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[TXT]BLASTIII_air_data.prn09-Nov-2006 16:51 117K 
[   ]BLASTIII_airwatermet.xls09-Nov-2006 16:52 854K 
[TXT]BLASTIII_met_data.prn09-Nov-2006 16:52 250K 
[TXT]BLASTIII_water_data.prn09-Nov-2006 16:52 142K 
[TXT]BLASTII_air_data.prn09-Nov-2006 16:52 109K 
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[TXT]BLASTII_water_data.prn09-Nov-2006 16:53 125K 
[TXT]BLASTI_air_data.prn09-Nov-2006 16:53 74K 
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[TXT]Clivar01_air_data.prn09-Nov-2006 16:54 183K 
[   ]Clivar01_airwatermet.xls09-Nov-2006 16:54 1.0M 
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[TXT]Clivar01_water_data.prn09-Nov-2006 16:55 67K 
[TXT]GasEx98_air_data.prn09-Nov-2006 16:55 191K 
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[TXT]PHASE1_air_data.prn09-Nov-2006 17:09 134K 
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[TXT]RB9906_air_data.prn09-Nov-2006 17:10 113K 
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[TXT]README13-Jul-2011 19:02 3.6K 
[   ]Readme (31 Aug 2005).pdf09-Nov-2006 16:56 126K 

Please cite this data set as:

Elkins, J.W., J.H. Butler, B.D. Hall, and S.A. Montzka. 2006. NOAA/CMDL trace halocarbon 
data in the marine atmosphere, surface, and subsurface waters measured in 1994-2004. Carbon Dioxide Information 
Analysis Center, Oak Ridge National Laboratory, US Department of Energy, Oak Ridge, 
Tennessee. doi: 10.3334/CDIAC/otg.NOAA_CMDL_1994_2004

These research expeditions were conducted over a 10-year period with the primary objective of understanding more 
about the exchange of halocarbons across the air-sea interface and the role of the ocean in regulating the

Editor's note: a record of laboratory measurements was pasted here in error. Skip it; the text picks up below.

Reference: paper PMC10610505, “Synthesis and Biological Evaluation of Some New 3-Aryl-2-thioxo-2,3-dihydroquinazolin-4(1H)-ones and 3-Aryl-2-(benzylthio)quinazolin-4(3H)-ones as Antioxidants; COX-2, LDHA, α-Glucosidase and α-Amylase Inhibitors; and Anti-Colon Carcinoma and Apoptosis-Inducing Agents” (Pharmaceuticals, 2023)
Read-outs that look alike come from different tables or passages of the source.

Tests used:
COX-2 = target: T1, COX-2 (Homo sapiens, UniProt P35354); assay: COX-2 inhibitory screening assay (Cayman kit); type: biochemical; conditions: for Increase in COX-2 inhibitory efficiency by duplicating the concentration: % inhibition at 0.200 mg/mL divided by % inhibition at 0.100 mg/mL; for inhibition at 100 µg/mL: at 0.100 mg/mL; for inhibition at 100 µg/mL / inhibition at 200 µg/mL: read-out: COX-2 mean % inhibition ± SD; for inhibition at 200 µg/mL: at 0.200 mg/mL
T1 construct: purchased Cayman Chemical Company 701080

atmospheric composition of these gases. Questions regarding methyl bromide were the driver for the earlier 
cruises but, in later years, interest also began to focus on other methyl halides and polyhalogenated methanes. 
Although most of the very short lived (VSL) halocarbons analyzed were captured and referenced on all cruises, 
the lack of adequate and consistent scales precluded reporting these values as mixing ratios, partial pressures, 
or concentrations. Scales for CHBr3, CH2Br2, and CH3I were recently developed and the new scales have applied  
to their measurements on all of the cruises. Other VSL halocarbons, such as CH2BrCl, CHBr2Cl, 
CH3ClI and CH2I2 were detected on some of the cruises, but they were below detection limits on other cruises. 
At all times they were near limit of detection in the air. Although there were standards for some of the latter 
gases, their concentrations were not included in these tables at this time. The work is continued on developing 
reliable, consistent scales and values and they will be reported when completed.

These data are freely available to public. If you plan on publishing them in any way, please contact the responsible 
for these data PIs beforehand. Calibration scales can shift periodically by small amounts and the outhors continue 
to publish results based upon these data. However, in no way the outhors want to limit the data access to all who 
are interested, and they are willing to work with others who wish to analyze them.

Responcible PIs:
Project Leader: Dr. James H. Butler (303-497-6898);
Project Advisor: Dr. Stephen A. Montzka (303-497-6290)
Calibrations: Dr. Bradley D. Hall (303-497-7011)
Halocarbon Group Chief: Dr. James W. Elkins (303-497-6224)

This research would not have been possible without the exceptionally dedicated, skilled, and focused efforts of the 
post docs and Research Associates who built the instrumentation, conducted the measurements at sea, at times led the 
expeditions, and processed and analyzed the data. These individuals, all of whom continued involvement in the effort 
to make the data available, are

• Dr. Jurgen M. Lobert (BLAST I, II, and III); now at Mykrolis Corporation, Billerica, MD, USA 01821
• Dr. Shari Yvon-Lewis (BLAST III, GasEx-98, BACPac, CLIVAR-01, PHASE I -04); now at Department of Oceanography, 
  Texas A&M University, College Station, TX, USA 77843
• Dr. Daniel King (GasEx-98, BACPac, CLIVAR-01, PHASE I-04); now at Department of Chemistry, Drexel University, 
  Philadelphia, PA, USA 19104

Additional contributors to these data sets include Richard Myers (NOAA), Dr. Laurie Geller (University of Colorado/CIRES), 
Andrew Clarke (University of Colorado/CIRES) and Debbie Mondeel (University of Colorado/CIRES), as well as colleagues 
and associates on these seven expeditions, who have provided assistance in a variety of ways to keep sampling systems 
and instruments running at virtually all times while underway.